A coot and a Heron.
The American Coot (Fulica americana) is a bird of the family Rallidae, inhabiting wetlands and open water bodies.
The American Coot measures 34–43 cm (13–17 in) in length and 58–71 cm (23–28 in) across the wings. Adults have a short thick white bill and white frontal shield, which usually has a reddish-brown spot near the top of the bill between the eyes. Body mass in females ranges from 427 to 628 g (0.94 to 1.38 lb) and in males from 576 to 848 g (1.27 to 1.87 lb).
Upon close examination, a dark band can be distinguished at the bill tip. The body is grey with the head and neck darker than the rest of the body. Its legs are yellowish, with lobed toes in place of webbed feet. American Coot chicks have black bodies with bright red head and beak, and orange plumes around the neck. The bird's call is a high-pitched squeaking honk similar to that of a goose, but with a more hollow sound.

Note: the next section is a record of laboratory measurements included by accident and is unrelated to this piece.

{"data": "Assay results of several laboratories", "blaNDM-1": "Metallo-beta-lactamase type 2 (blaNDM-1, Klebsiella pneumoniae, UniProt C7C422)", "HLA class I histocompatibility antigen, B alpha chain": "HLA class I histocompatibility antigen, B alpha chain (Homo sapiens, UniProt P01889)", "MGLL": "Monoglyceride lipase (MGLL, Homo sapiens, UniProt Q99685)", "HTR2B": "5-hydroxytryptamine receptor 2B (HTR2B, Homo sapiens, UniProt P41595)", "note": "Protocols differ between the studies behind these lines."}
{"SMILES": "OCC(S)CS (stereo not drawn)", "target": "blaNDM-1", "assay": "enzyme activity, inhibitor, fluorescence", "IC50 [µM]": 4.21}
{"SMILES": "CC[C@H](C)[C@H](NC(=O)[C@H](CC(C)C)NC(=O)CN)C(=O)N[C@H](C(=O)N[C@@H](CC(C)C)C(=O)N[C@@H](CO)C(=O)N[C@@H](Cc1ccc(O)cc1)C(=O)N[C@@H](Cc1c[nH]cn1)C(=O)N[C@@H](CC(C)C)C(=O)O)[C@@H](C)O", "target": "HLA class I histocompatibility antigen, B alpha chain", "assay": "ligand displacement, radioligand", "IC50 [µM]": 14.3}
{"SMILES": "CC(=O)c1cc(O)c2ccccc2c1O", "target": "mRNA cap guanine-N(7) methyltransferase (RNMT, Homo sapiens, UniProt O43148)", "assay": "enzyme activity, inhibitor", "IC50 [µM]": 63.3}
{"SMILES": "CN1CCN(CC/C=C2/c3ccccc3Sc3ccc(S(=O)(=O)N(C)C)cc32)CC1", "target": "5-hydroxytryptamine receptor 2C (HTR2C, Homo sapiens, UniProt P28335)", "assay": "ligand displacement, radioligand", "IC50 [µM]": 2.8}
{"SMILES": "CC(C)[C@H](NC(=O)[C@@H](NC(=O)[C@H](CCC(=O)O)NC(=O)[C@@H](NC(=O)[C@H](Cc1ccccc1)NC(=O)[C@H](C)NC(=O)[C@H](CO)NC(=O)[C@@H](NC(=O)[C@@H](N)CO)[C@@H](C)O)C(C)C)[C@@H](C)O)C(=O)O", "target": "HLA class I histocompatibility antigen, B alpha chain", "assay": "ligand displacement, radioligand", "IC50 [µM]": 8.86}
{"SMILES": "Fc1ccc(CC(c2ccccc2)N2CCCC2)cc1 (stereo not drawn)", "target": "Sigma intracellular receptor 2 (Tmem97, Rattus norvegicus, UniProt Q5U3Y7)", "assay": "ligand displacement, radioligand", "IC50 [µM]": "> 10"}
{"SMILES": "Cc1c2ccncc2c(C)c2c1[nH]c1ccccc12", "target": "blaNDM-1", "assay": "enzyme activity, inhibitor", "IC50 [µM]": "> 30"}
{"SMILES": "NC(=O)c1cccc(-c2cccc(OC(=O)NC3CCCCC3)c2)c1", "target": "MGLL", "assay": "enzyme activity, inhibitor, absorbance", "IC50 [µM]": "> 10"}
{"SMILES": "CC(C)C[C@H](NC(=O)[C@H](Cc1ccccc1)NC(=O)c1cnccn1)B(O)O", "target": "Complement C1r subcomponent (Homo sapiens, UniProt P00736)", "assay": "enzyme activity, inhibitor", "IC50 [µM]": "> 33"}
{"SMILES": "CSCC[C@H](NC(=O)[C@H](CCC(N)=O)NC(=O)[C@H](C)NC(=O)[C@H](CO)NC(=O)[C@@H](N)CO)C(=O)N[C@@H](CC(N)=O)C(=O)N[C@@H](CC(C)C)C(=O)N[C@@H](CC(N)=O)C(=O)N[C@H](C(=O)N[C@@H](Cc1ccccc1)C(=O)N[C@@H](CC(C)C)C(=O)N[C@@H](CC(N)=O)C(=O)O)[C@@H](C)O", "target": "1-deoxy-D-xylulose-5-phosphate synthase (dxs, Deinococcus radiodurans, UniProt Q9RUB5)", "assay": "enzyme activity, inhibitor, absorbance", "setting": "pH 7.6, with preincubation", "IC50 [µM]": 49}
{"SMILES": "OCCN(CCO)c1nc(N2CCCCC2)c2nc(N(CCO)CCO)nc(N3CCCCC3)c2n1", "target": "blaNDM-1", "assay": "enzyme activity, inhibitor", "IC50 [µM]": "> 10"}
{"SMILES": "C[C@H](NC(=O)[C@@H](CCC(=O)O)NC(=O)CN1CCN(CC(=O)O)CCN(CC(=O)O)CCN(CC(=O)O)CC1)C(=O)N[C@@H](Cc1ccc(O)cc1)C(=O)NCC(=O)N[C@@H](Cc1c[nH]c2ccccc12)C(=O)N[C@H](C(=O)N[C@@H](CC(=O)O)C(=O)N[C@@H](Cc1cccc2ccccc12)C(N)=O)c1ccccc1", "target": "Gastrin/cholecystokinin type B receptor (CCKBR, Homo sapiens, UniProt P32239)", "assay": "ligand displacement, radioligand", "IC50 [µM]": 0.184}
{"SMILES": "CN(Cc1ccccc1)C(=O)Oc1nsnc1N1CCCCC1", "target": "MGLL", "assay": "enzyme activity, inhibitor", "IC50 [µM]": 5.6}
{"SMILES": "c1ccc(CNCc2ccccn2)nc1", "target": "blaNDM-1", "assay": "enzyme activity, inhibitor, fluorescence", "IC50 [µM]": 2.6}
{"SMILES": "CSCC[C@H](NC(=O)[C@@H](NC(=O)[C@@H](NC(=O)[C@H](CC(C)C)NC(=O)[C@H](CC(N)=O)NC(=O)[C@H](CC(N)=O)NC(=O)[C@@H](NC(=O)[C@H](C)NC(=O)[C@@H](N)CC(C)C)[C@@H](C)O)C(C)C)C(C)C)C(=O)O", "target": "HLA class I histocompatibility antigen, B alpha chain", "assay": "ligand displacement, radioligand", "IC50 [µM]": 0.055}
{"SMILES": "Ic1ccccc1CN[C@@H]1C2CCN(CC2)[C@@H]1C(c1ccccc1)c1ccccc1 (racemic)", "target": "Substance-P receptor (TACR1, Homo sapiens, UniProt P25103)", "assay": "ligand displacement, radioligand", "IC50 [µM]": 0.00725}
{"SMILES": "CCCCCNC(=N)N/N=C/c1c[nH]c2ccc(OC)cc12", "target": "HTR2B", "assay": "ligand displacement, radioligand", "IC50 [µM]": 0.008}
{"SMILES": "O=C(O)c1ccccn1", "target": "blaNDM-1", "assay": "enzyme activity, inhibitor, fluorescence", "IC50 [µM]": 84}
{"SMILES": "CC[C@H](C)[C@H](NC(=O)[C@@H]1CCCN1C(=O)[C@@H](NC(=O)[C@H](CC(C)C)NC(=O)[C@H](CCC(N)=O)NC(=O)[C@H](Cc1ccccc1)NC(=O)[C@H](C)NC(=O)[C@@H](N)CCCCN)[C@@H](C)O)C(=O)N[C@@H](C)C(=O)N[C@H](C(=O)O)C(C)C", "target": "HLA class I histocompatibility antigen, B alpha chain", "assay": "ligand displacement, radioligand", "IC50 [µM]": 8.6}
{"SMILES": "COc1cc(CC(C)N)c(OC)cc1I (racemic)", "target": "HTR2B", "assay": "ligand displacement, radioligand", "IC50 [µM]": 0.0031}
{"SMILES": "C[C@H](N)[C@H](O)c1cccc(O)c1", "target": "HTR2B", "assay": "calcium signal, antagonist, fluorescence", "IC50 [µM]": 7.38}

The American coot requires a great deal of effort to become airborne, pedaling across the water with its feet before lifting off. The way in its their heads bob when it walks or swims has earned it the name "marsh hen"or "mud hen". Though it appears to be a weak flier, like most rails it has considerable stamina once airborne. This species has crossed the Atlantic to reach western Europe at least 23 times since records began, including 12 records in the Azores and four in Great Britain. In December 2003, an individual of this species attempted to overwinter in the Shetland Islands, Scotland. Two sightings have occurred in Tasmania as well.
The Great Blue Heron (Ardea herodias) is a large wading bird in the heron family Ardeidae, common near the shores of open water and in wetlands over most of North and Central America as well as the Caribbean and the Galápagos Islands. It is a rare vagrant to Europe, with records from Spain, the Azores, England and the Netherlands. An all-white population found only in the Caribbean and southern Florida was once treated as a separate species and known as the Great White Heron.